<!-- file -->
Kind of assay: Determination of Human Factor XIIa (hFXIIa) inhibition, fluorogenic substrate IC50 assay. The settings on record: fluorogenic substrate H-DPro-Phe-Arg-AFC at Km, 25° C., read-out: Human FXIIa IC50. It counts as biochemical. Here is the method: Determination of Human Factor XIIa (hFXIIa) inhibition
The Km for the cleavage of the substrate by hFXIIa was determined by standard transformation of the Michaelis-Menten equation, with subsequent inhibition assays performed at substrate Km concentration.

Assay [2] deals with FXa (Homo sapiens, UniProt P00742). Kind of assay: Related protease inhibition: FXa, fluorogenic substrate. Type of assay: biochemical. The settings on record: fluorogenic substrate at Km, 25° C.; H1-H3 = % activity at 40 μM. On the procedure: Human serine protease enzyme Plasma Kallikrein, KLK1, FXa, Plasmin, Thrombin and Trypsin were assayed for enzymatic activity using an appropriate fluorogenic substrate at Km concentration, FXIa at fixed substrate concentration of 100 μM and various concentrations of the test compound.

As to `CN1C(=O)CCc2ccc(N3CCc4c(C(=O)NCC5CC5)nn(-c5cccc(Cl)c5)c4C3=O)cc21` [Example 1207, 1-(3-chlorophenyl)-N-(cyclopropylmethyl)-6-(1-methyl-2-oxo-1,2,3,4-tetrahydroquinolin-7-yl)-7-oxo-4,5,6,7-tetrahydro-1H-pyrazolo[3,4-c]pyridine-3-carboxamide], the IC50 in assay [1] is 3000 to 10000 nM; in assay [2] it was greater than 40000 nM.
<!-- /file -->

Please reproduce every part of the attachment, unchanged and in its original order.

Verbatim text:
Kind of assay: Determination of Human Factor XIIa (hFXIIa) inhibition, fluorogenic substrate IC50 assay. The settings on record: fluorogenic substrate H-DPro-Phe-Arg-AFC at Km, 25° C., read-out: Human FXIIa IC50. It counts as biochemical. Here is the method: Determination of Human Factor XIIa (hFXIIa) inhibition
The Km for the cleavage of the substrate by hFXIIa was determined by standard transformation of the Michaelis-Menten equation, with subsequent inhibition assays performed at substrate Km concentration.

Assay [2] deals with FXa (Homo sapiens, UniProt P00742). Kind of assay: Related protease inhibition: FXa, fluorogenic substrate. Type of assay: biochemical. The settings on record: fluorogenic substrate at Km, 25° C.; H1-H3 = % activity at 40 μM. On the procedure: Human serine protease enzyme Plasma Kallikrein, KLK1, FXa, Plasmin, Thrombin and Trypsin were assayed for enzymatic activity using an appropriate fluorogenic substrate at Km concentration, FXIa at fixed substrate concentration of 100 μM and various concentrations of the test compound.

As to `CN1C(=O)CCc2ccc(N3CCc4c(C(=O)NCC5CC5)nn(-c5cccc(Cl)c5)c4C3=O)cc21` [Example 1207, 1-(3-chlorophenyl)-N-(cyclopropylmethyl)-6-(1-methyl-2-oxo-1,2,3,4-tetrahydroquinolin-7-yl)-7-oxo-4,5,6,7-tetrahydro-1H-pyrazolo[3,4-c]pyridine-3-carboxamide], the IC50 in assay [1] is 3000 to 10000 nM; in assay [2] it was greater than 40000 nM.